ARSRPE Conference Paper Database

Reduction of travel speeds in the Melbourne CBD after installation of repeater speed signs: Results of a quasi-experimental before-after study with comparison sites

Stephan, Karen, Lenné, Michael, Corben, Bruce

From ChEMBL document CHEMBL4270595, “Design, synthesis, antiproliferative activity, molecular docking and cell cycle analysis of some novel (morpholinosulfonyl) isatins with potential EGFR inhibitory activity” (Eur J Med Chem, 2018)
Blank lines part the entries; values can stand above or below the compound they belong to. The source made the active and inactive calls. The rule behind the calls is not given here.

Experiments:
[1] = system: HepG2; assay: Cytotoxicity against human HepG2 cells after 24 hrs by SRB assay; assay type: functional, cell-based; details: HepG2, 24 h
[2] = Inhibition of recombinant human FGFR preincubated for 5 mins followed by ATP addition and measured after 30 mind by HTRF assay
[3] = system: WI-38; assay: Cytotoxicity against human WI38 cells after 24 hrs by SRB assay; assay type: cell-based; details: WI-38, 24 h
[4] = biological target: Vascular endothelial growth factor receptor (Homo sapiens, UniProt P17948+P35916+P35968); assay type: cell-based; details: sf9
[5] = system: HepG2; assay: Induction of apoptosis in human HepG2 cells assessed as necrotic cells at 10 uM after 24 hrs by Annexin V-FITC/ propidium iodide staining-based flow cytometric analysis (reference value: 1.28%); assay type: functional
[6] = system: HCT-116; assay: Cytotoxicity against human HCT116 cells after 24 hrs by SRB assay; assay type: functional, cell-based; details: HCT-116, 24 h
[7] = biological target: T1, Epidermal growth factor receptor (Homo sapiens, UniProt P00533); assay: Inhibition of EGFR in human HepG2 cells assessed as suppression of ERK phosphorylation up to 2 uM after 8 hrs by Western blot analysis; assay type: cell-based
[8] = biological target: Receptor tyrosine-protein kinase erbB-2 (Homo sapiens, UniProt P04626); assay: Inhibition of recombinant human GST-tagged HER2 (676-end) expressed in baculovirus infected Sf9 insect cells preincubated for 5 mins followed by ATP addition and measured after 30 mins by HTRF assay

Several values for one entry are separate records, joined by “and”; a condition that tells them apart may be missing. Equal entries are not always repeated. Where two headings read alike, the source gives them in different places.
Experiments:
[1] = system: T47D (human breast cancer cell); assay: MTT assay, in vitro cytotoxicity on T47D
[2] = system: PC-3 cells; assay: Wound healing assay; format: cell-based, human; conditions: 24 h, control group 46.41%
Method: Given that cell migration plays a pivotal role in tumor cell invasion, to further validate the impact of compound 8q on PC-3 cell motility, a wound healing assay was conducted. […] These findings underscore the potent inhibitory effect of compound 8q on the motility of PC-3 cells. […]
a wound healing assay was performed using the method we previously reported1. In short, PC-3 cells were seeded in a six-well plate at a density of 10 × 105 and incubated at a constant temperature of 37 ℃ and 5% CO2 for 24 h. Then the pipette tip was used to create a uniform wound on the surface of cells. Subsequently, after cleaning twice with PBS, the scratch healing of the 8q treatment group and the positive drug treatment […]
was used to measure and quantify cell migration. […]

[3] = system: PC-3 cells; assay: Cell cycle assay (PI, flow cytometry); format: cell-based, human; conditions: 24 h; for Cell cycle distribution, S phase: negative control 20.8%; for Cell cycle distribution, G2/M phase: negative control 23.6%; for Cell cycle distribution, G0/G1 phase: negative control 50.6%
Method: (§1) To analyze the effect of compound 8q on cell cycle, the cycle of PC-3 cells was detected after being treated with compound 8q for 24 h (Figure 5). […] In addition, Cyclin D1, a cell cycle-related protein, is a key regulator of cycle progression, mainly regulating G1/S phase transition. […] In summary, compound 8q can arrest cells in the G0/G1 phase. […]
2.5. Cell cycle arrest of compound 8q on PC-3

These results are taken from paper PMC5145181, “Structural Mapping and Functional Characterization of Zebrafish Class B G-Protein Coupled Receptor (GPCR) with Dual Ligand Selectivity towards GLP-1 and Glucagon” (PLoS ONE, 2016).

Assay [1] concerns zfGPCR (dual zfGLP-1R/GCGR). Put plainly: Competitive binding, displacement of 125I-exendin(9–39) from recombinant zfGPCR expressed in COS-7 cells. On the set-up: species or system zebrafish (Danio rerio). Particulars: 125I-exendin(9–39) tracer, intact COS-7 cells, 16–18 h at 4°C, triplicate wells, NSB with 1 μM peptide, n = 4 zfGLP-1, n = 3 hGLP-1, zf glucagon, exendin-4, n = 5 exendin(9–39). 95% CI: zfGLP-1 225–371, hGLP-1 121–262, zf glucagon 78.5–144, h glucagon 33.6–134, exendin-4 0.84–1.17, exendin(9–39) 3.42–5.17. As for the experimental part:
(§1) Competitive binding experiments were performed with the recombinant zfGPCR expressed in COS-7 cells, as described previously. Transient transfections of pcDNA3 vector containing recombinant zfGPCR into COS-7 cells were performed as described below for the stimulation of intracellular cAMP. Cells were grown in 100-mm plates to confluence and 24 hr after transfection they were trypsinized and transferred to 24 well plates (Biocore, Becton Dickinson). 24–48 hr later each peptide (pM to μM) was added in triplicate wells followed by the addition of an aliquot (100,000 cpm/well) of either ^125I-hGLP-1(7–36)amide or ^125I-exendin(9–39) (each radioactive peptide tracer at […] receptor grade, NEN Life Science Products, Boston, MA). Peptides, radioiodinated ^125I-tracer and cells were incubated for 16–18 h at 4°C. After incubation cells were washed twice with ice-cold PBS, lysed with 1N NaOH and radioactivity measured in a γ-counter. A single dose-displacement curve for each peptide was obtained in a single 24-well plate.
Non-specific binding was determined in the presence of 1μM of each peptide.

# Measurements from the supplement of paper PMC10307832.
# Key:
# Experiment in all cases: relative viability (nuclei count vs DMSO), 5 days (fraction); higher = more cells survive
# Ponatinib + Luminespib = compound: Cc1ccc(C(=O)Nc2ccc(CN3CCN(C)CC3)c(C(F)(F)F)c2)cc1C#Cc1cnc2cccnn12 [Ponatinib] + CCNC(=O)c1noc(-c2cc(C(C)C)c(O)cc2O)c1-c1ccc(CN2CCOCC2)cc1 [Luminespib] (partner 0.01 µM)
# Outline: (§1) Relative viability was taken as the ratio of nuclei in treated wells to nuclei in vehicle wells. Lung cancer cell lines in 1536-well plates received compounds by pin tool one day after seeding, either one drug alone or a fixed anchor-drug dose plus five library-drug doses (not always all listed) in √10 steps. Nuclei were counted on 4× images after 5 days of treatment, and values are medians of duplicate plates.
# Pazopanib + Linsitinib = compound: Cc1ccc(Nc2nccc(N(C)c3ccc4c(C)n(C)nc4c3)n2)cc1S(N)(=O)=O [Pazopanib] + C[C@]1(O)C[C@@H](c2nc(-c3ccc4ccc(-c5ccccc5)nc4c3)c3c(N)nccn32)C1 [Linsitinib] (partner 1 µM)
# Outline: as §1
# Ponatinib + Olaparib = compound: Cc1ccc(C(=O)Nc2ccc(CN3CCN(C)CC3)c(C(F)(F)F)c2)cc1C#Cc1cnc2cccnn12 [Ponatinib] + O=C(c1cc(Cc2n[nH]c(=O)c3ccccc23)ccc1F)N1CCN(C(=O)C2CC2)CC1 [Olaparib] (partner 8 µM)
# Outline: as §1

Transport Accident Commission (TAC) research indicates many drivers claim to often be unaware of the speed limit. Drivers may be genuinely unsure of the speed limit if there is inadequate signage, that is, if there are not enough repeater speed signs (RSS). Previous research found RSS to be ineffective in changing vehicle speeds in areas with speed limits over 80 km/h, however, there is no published research regarding the effectiveness of RSS alone in reducing speed in areas of lower speed limits (e.g. 50 km/h). In this study, RSS were installed on two routes in the Melbourne CBD, and a Before-and-After study with comparisons was conducted. Vehicle speeds were measured for two 14 day periods; the first prior to installation of RSS, and the second after installation. Changes in average vehicle speed on the treatment routes after installation of RSS were compared to changes in vehicle speeds on the comparison routes over the same time-frame. Considering the effectiveness of RSS might vary according to the day of the week and time of day, the recording periods were categorised into six time periods. There was a strong net reduction in mean speed after installation of RSS during all six time periods, the minimum being a net 1.59 km/h reduction during the day on weekdays, to the maximum of a net 3.63 km/h reduction on weekend nights. The proportion of speeding vehicles was also significantly reduced. These results indicate that installation of RSS can effectively reduce travel speeds in 50 km/h speed zones.